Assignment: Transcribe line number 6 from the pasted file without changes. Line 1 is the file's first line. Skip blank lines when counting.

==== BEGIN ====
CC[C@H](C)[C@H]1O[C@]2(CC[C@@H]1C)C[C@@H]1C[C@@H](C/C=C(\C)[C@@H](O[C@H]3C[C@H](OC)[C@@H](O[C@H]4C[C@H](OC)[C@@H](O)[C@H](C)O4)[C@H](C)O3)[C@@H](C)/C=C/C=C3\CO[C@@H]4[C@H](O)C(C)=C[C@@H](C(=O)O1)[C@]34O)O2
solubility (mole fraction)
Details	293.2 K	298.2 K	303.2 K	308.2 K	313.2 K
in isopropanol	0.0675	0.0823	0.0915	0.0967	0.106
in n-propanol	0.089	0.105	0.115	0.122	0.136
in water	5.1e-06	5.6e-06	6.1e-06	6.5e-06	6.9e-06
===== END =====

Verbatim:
in water	5.1e-06	5.6e-06	6.1e-06	6.5e-06	6.9e-06